Prime Minister Binyamin Netanyahu has been sounding out key cabinet members on extending a freeze on new construction in West Bank settlements in hopes of keeping peace talks with the Palestinians alive, but he is encountering stiff resistance, Israeli officials said Wednesday.
In Ramallah, key members of the Palestinian leadership — in an increasingly tense waiting mode — expressed optimism that an extension nonetheless was imminent.
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Israel's normally talkative leadership has been almost completely silent in recent days as Netanyahu wrestled with what appeared to be significant US pressure to agree to some sort of extension of the construction slowdown — which was in effect 10 months and expired on Sept. 26, just weeks after the resumption of peace talks.
The Palestinians have threatened to walk out of the talks if Israel refuses to reinstate it — and another deadline of sorts has emerged with Friday's planned summit of the 22-nation Arab League, where the Palestinians expect support for whatever they decide.
US Mideast envoy, George Mitchell, has been shuttling between the sides
in an effort to find a magic formula — sparking a variety of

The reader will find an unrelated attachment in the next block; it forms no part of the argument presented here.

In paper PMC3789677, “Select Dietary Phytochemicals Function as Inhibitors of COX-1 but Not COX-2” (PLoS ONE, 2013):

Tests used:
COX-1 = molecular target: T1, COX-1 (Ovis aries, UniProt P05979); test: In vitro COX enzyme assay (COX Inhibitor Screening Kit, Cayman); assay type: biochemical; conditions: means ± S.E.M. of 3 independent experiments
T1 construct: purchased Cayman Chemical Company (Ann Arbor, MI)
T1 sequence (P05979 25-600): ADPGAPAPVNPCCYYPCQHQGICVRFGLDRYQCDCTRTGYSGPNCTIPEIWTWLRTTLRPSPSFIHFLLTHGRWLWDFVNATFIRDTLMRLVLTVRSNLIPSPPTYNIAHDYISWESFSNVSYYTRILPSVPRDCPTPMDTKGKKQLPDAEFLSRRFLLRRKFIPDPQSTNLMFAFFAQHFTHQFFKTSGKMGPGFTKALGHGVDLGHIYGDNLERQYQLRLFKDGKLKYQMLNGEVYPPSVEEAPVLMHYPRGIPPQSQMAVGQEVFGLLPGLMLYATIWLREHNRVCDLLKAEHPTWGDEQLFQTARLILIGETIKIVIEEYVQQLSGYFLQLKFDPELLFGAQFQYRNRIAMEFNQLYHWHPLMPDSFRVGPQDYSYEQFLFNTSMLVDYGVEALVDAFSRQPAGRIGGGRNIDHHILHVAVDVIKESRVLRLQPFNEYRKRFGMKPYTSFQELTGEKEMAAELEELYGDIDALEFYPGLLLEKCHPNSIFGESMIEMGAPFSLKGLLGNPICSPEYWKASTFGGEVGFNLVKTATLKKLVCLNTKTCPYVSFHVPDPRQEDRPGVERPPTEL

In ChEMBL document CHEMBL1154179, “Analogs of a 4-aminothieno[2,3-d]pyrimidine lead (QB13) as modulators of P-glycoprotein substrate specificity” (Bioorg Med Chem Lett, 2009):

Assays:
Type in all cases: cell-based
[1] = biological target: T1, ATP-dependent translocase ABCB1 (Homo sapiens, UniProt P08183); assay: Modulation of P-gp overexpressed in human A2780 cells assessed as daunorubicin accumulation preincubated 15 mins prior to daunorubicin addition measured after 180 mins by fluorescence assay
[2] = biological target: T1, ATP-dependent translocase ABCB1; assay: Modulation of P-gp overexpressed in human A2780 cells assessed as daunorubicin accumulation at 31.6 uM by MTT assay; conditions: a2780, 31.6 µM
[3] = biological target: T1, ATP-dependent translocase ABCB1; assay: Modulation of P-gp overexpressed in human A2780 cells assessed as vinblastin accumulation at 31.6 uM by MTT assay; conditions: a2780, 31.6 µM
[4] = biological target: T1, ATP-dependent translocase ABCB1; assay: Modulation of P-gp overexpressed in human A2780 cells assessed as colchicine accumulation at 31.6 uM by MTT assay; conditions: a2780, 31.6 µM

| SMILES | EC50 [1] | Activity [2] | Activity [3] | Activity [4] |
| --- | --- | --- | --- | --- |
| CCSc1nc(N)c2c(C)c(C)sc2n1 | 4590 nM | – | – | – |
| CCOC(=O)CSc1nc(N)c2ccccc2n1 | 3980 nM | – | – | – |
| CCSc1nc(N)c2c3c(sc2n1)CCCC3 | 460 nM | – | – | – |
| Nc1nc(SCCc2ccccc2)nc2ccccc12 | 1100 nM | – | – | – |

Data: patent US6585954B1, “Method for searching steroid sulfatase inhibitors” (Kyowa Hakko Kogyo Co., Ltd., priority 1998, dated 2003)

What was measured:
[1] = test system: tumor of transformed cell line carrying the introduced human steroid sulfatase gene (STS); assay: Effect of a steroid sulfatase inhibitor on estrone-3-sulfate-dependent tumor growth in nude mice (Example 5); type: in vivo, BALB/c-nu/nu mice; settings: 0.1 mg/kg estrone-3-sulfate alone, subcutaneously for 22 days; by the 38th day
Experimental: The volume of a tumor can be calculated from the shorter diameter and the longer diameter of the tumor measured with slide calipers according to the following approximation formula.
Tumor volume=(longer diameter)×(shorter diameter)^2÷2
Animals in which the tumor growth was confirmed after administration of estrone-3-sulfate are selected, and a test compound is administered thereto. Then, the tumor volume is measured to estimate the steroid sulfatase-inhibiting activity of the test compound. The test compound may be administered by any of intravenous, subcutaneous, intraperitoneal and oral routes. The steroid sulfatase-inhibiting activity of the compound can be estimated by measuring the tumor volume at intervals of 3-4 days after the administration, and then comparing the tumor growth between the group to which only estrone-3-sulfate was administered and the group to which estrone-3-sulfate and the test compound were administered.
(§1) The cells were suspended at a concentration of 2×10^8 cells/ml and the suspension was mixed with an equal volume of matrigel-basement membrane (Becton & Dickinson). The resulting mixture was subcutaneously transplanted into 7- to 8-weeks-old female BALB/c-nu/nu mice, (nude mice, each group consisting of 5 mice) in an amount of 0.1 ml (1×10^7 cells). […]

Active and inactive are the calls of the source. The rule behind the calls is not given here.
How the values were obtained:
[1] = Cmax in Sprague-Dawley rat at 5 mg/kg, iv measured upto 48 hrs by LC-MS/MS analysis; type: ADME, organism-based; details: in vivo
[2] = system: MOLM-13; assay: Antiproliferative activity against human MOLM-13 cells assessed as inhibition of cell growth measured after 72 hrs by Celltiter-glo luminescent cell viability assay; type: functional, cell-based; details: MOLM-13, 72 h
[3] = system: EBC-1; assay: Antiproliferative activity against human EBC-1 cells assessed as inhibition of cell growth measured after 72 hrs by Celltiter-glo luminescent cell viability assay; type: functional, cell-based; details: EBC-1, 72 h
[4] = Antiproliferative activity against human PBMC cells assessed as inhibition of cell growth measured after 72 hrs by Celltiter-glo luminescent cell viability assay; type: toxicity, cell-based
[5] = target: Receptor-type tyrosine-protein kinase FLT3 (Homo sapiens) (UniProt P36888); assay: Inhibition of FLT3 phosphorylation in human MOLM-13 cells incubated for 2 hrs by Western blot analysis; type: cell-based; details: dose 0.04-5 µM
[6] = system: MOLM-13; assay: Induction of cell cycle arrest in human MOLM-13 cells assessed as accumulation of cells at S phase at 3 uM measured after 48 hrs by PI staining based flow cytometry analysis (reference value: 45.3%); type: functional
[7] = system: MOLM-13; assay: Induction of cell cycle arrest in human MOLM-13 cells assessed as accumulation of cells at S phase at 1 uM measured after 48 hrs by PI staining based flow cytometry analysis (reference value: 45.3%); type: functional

contradictory media reports about sweeteners the United States is
prepared to offer Netanyahu if he reverses his promises to hard-line
backers that the slowdown would not be renewed.
"There are ongoing efforts to ensure the continuation of the direct peace talks," said an Israeli official.
Another Israeli official, also speaking on condition of anonymity
because Netanyahu has ordered a media blackout, said the premier was
sounding out colleagues on a proposal to extend the slowdown for two
months. Four of the seven ministers were opposed, the official said.
Netanyahu's own position was not clear.
The Israelis are seeking various "assurances" in return for the extension.
Israeli officials also said Netanyahu has sent indirect messages to the
Arab League asking for a postponement of its vote this weekend to give
him more time to work out a deal.
In Ramallah, several senior Palestinian officials, all also speaking
privately for fear of harming the diplomatic efforts, said they expected
a resolution before Friday's Arab League meeting.
The Palestinian officials said if the settlement slowdown is extended
for two months and talks resume, the period would be used to try to
hammer out an agreement on a border between Israel and a future
Middle East specialist Aaron David Miller, a former official at the State Department said US officials expected a deal with Netanyahu shortly and hope
to use the 60-day window to work out the borders between Israel and a
future Palestine. Miller refused to say where he got his information,
though he remains in contact with key policymakers.
US Secretary of State Hillary Rodham Clinton has pointed out several
times that once a border is drawn, the settlement issue becomes
irrelevant, because it would be clear to both sides that there would be
no Israeli settlements in a Palestinian state.
"This is a difficult moment. It's one that we anticipated," said State
Department spokesman P.J. Crowley Wednesday. "If we can successfully
work through this, then the negotiations will continue."